Background Medical emergency admissions are critical life events associated with considerable stress. However, research on patients’ affective well-being after emergency department (ED) admission is scarce. This study investigated the course of affective well-being of medical patients following an ED admission and examined the role of personal and social resources and health-related variables. Methods In this longitudinal survey with a sample of 229 patients with lower respiratory tract infections and cardiac diseases (taken between October 2013 and December 2014), positive and negative affect was measured at ED admission (T1) and at follow-up after 7 days (T2), and 30 days (T3). The role of personal and social resources (emotional stability, trait resilience, affect state, and social support) as well as health-related variables (self-rated health, multimorbidity, and psychological comorbidity) in patients’ affective well-being was examined by controlling for demographic characteristics using regression analyses. Results The strength of the inverse correlation between positive and negative affect decreased over time. In addition to health-related variables, higher negative affect was predicted by higher psychological comorbidity over time (T1–T3). In turn, lower positive affect was predicted by lower self-rated health (T1–T2) and higher multimorbidity (T3). In terms of personal and social resources, lower negative affect was predicted by higher emotional stability (T2), whereas higher positive affect was predicted by stronger social support (T1–T2). Conclusion Knowledge about psychosocial determinants–personal and social resources and health-related variables–of patients’ affective well-being following ED admission is essential for designing more effective routine screening and treatment.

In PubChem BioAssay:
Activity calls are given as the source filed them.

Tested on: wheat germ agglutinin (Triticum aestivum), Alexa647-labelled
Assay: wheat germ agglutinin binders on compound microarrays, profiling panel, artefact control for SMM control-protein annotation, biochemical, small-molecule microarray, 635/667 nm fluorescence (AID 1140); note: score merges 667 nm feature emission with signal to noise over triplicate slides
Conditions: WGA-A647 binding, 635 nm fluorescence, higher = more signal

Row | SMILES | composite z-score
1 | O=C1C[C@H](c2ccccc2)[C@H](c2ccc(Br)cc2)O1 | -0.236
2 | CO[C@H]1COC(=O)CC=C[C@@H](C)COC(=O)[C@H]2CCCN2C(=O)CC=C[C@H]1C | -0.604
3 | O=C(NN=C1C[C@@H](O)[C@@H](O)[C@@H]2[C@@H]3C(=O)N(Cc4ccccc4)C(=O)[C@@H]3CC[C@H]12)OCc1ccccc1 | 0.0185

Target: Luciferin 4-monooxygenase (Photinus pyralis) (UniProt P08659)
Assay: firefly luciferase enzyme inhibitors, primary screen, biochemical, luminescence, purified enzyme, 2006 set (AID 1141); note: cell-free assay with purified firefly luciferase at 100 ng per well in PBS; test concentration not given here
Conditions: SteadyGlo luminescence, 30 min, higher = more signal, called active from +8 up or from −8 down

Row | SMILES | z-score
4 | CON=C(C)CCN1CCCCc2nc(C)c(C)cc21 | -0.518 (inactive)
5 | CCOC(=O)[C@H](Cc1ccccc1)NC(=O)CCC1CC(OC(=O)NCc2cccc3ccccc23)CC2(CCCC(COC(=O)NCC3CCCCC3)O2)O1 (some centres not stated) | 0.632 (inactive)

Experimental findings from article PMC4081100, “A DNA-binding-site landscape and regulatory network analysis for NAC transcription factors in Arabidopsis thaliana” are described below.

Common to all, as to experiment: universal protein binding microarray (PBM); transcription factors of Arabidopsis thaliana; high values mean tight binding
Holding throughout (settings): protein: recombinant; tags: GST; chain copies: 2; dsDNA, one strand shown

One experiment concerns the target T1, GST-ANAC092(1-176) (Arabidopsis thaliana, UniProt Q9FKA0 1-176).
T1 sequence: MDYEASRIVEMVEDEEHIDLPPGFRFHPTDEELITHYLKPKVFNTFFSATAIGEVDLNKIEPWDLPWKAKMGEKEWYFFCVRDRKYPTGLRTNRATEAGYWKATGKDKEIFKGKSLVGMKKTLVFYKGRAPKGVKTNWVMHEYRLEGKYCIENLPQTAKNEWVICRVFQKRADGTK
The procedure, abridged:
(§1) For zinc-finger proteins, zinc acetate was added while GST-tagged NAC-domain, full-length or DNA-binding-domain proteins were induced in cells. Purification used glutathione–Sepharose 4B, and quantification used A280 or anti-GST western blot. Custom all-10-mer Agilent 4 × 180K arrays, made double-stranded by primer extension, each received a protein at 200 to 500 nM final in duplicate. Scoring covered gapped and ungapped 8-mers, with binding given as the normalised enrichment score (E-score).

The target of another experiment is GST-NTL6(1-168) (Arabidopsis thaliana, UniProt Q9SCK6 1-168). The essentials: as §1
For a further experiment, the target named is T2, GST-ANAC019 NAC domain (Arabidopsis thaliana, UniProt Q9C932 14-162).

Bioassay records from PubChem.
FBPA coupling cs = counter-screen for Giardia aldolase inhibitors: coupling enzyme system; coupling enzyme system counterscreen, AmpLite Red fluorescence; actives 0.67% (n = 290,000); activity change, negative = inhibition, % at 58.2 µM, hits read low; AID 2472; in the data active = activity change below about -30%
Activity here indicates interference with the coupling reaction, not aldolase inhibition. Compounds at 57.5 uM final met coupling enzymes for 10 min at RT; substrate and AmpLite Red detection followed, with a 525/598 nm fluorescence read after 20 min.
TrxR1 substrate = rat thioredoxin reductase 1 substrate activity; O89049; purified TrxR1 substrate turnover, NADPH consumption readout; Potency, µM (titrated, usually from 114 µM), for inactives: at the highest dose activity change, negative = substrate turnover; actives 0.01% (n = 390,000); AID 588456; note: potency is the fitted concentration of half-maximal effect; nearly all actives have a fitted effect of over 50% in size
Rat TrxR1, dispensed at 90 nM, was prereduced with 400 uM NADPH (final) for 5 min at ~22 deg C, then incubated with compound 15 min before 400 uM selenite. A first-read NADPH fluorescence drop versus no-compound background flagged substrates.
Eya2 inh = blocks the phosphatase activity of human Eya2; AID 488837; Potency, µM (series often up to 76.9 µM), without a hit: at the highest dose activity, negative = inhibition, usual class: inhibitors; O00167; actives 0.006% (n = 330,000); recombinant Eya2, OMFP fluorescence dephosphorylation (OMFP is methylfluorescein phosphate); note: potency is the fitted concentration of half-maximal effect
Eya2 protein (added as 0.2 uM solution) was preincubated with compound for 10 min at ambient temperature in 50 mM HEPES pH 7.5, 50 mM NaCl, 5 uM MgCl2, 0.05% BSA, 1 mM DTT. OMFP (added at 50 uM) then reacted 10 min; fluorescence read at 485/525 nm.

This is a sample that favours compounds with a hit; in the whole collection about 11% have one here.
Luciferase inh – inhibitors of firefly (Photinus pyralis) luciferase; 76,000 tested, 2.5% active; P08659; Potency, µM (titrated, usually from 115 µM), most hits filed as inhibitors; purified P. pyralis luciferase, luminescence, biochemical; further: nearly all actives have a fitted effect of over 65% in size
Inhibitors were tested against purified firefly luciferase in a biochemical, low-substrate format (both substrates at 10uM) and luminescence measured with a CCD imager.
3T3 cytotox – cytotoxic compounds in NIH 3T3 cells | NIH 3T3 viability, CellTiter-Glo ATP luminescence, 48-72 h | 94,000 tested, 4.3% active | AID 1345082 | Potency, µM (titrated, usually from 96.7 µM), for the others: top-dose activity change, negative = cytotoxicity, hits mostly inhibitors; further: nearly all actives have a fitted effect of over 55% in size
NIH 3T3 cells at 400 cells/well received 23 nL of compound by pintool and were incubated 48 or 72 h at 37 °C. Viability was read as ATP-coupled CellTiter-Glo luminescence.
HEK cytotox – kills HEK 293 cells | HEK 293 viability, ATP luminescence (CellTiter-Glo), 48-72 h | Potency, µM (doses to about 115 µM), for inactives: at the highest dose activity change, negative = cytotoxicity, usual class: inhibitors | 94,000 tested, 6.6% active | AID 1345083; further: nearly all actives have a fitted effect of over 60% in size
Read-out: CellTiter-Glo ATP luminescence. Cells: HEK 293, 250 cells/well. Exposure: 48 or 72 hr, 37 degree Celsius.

Faessler, L., Brodbeck, J., Schuetz, P., Haubitz, S., Mueller, B., & Perrig-Chiello, P. (2019). Medical patients’ affective well-being after emergency department admission: The role of personal and social resources and health-related variables. PLoS ONE, 14(3). https://doi.org/10.1371/journal.pone.0212900